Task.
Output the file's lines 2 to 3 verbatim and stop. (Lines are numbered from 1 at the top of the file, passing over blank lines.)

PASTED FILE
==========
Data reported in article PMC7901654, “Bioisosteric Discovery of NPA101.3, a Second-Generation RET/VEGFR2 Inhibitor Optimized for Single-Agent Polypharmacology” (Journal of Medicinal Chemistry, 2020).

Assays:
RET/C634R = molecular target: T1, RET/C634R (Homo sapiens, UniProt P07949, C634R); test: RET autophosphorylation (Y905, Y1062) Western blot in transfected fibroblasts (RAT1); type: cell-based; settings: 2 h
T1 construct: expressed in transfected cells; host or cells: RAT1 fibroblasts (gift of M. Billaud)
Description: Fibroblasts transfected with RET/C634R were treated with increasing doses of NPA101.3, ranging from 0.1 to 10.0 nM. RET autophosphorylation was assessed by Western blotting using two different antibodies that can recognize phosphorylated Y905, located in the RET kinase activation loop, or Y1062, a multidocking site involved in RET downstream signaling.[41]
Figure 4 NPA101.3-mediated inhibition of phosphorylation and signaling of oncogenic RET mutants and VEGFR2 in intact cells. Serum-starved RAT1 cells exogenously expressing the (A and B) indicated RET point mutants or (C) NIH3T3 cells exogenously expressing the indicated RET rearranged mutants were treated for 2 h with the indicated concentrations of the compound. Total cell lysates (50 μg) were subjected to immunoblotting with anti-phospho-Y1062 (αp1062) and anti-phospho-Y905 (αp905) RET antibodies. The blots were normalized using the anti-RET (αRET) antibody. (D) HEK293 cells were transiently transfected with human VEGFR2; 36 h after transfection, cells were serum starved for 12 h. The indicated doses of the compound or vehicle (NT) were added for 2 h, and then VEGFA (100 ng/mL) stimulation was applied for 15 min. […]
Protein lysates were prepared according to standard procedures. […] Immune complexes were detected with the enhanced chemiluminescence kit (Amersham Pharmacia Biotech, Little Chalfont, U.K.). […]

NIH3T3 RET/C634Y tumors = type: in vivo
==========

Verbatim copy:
Assays:
RET/C634R = molecular target: T1, RET/C634R (Homo sapiens, UniProt P07949, C634R); test: RET autophosphorylation (Y905, Y1062) Western blot in transfected fibroblasts (RAT1); type: cell-based; settings: 2 h